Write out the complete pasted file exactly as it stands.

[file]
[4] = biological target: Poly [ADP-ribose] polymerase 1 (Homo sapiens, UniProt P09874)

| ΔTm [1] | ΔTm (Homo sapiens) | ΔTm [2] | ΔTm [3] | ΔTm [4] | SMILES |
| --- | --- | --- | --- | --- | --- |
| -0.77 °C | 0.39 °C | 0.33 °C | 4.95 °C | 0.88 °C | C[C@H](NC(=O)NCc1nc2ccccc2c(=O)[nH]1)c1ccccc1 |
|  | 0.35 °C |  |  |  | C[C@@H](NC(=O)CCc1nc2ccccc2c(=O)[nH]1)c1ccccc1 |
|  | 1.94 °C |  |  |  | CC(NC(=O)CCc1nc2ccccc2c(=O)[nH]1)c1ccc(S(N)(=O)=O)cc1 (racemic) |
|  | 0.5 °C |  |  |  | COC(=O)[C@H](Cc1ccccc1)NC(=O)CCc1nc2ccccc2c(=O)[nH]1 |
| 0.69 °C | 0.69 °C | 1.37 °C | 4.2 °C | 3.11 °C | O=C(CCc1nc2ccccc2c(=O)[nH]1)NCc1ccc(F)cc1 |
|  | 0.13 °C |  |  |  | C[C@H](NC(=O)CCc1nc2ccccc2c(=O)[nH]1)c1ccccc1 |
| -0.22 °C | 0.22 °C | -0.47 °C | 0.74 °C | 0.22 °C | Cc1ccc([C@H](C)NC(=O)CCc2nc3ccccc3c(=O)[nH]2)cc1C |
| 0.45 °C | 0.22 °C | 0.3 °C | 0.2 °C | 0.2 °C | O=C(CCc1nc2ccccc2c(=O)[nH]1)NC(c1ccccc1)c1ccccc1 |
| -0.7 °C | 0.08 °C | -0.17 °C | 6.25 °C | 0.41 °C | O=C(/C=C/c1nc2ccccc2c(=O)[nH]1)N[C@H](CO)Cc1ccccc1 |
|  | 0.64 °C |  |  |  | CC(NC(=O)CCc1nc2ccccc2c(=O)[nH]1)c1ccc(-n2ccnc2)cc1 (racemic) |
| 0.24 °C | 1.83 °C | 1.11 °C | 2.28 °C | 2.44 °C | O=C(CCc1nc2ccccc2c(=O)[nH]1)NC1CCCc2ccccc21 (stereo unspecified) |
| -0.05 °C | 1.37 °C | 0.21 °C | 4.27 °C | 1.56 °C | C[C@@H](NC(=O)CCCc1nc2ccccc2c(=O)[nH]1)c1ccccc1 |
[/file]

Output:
[4] = biological target: Poly [ADP-ribose] polymerase 1 (Homo sapiens, UniProt P09874)

| ΔTm [1] | ΔTm (Homo sapiens) | ΔTm [2] | ΔTm [3] | ΔTm [4] | SMILES |
| --- | --- | --- | --- | --- | --- |
| -0.77 °C | 0.39 °C | 0.33 °C | 4.95 °C | 0.88 °C | C[C@H](NC(=O)NCc1nc2ccccc2c(=O)[nH]1)c1ccccc1 |
|  | 0.35 °C |  |  |  | C[C@@H](NC(=O)CCc1nc2ccccc2c(=O)[nH]1)c1ccccc1 |
|  | 1.94 °C |  |  |  | CC(NC(=O)CCc1nc2ccccc2c(=O)[nH]1)c1ccc(S(N)(=O)=O)cc1 (racemic) |
|  | 0.5 °C |  |  |  | COC(=O)[C@H](Cc1ccccc1)NC(=O)CCc1nc2ccccc2c(=O)[nH]1 |
| 0.69 °C | 0.69 °C | 1.37 °C | 4.2 °C | 3.11 °C | O=C(CCc1nc2ccccc2c(=O)[nH]1)NCc1ccc(F)cc1 |
|  | 0.13 °C |  |  |  | C[C@H](NC(=O)CCc1nc2ccccc2c(=O)[nH]1)c1ccccc1 |
| -0.22 °C | 0.22 °C | -0.47 °C | 0.74 °C | 0.22 °C | Cc1ccc([C@H](C)NC(=O)CCc2nc3ccccc3c(=O)[nH]2)cc1C |
| 0.45 °C | 0.22 °C | 0.3 °C | 0.2 °C | 0.2 °C | O=C(CCc1nc2ccccc2c(=O)[nH]1)NC(c1ccccc1)c1ccccc1 |
| -0.7 °C | 0.08 °C | -0.17 °C | 6.25 °C | 0.41 °C | O=C(/C=C/c1nc2ccccc2c(=O)[nH]1)N[C@H](CO)Cc1ccccc1 |
|  | 0.64 °C |  |  |  | CC(NC(=O)CCc1nc2ccccc2c(=O)[nH]1)c1ccc(-n2ccnc2)cc1 (racemic) |
| 0.24 °C | 1.83 °C | 1.11 °C | 2.28 °C | 2.44 °C | O=C(CCc1nc2ccccc2c(=O)[nH]1)NC1CCCc2ccccc21 (stereo unspecified) |
| -0.05 °C | 1.37 °C | 0.21 °C | 4.27 °C | 1.56 °C | C[C@@H](NC(=O)CCCc1nc2ccccc2c(=O)[nH]1)c1ccccc1 |